Regional Reviews: San Francisco
Hijra has United States Premiere at NCTC
Hijras are the mystical "third generation" of South Asia and, according to tradition, have the ability to cast spells and grant wishes. They are often eunuchs and are part of Indian tradition through Hindu lore and Muslim courts. Even though homosexuality is illegal in India you see these "third gender" performing artists dancing at weddings. A hijra was a main character in the recent Broadway and London musical Bombay Dreams.
Andrew Nance has directed a feel good, all's-well-that-ends well type of play that explores community, sexuality and identity in a comic manner. The story is strictly like that of a Bollywood movie, but with no big musical sequences. It incorporates a hilarious group of Indian mothers and aunts who are straight out of those quirky movies that India produces. This group of ladies could be Italian, Irish or Jewish mothers wanting their sons to marry the opposite sex of their race. Since the Indian community in England is strictly straight laced, the playwright wanted to make this frothy and light comedy to get his message of homosexual love across.
Hijra opens in Bombay during the wedding season, when ambitious mothers hunt for future brides and grooms for their children, with the music and dancing of the Hijras, those spiritual cross dressing men who will cast spells over the couples and grant the wishes of the mothers. Madhu (Sareeka Malhotra) is anxious to see her son Nils (Mukund Venkatesh), a good looking eligible bachelor who lives in New York, get married at last. Likewise, Indira (Sukanya Sarkar) is determined to get her daughter Sheila (Rachel Rajput) married to a rich husband. Sheila is the perfect match since she also lives in New York and this young Americanized girl is hot to trot just to get her mother off her back.
However, no one knows that Nils is gay and he has met Raj (Wesley Cayabyab) on the beach; it was love at first sight. Raj, who is not a eunuch, lives in the house of Hijras as an adopted son of old school matriarch Guru Hijara (Ashish Joshi). Nils and Raj want to live together as lifetime companions and a plan by Guru is hatched to smuggle Raj back to New York as Nils' wife.
Raj gets into the States by posting as a woman, but Nils is skittish about letting the boy get out of drag, afraid that his mother, his little India neighborhood and the immigration department will find out the real story. He even lets his relatives think he is practically engaged to the luckless Sheila.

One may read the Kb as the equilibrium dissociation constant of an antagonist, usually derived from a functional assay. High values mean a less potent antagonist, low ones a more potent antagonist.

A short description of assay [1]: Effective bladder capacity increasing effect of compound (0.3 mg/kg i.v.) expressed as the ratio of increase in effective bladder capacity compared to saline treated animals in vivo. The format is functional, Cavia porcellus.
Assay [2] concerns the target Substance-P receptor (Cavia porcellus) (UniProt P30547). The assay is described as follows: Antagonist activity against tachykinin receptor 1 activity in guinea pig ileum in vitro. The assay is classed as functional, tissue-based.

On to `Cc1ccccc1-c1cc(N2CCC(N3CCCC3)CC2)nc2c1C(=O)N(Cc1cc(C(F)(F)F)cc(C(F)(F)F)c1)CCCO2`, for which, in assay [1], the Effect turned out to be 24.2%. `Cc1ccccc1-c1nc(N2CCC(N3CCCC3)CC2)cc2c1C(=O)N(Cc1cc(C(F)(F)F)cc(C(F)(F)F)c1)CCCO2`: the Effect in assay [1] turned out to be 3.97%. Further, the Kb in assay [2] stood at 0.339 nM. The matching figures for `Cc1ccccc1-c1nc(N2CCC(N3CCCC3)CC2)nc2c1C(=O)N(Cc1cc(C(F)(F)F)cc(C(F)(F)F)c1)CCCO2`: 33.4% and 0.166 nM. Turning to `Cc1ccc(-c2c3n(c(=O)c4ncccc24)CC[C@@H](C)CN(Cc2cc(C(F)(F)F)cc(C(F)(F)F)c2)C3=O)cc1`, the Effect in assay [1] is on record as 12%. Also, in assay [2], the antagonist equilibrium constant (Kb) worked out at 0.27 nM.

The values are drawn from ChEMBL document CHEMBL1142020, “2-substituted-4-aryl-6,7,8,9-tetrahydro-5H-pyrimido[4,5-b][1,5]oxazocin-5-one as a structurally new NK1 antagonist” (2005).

Hijra goes over the top in the second act when Nils's mother and aunty (Maya Capur) along with Sheila's mother show up to make this a downright silly sitcom with the shenanigans going on between the characters. It strains the credibility of all of the characters. All's well that ends well in a somewhat clumsy manner.
Maya Capur as Aunty, Sukanya Sarkar as Indira and Sareeka Malhotra as Madhu have the cleverest lines in this production. They give razor-sharp performances playing the overly emotional typical Indian ladies in some hilarious scenes. Rachel Rajput gives a good performance as Sheila although her attempted seduction of Nils in the second act does not ring true. It is more of a comedy sequence you would see on "Saturday Night Live." Michael Mohammed does what he can with Bobby, a "swinging" young Indian man who has difficulty picking up girls. He is a very seductive hijra in the first act moving his hips in a suggestive manner. Ashish Joshi plays the Guru in an ethereal manner.
Director Nance does what he can with some of soap opera conversations between Nils and Raj and many of the scenes are straight out of a sitcom that would go well on the LOGO network. The characters of Nils and Raj are not fleshed out and you wonder why Nils, played by Mukund Venkatesh who is a natural actor with a good speaking voice, is all that interested in Raj. Venkatesh plays the role very distant in Nils's relationships with both Sheila and Raj. As Raj, Wesley Cayabyab tends to rush his lines in the first act but manages to effectively play the hidden "wife" in the second act. However, his woman's wig and costume look almost ludicrous, like something out of an early 1930s comedy.
Nance keeps the action fluid on the small stage that is filled with colorful tiles and drapery decked walls done by Bruce Walters. Prem Lathi's costumes consist of authentic bright saris and good Western apparel. Sukanya Sarkar and Vicki Virk's choreography of Indian dance is excellent on this small stage.
Hijra plays at the New Conservatory Theatre Center, 25 Van Ness Ave, San Francisco through May 21st. For tickets call 415-861-8972 or on line at www.nctcsf.org.
The New Conservatory Theatre Center's next Pride season production will be Paul Rudnick's Valhalla opening on May 12th.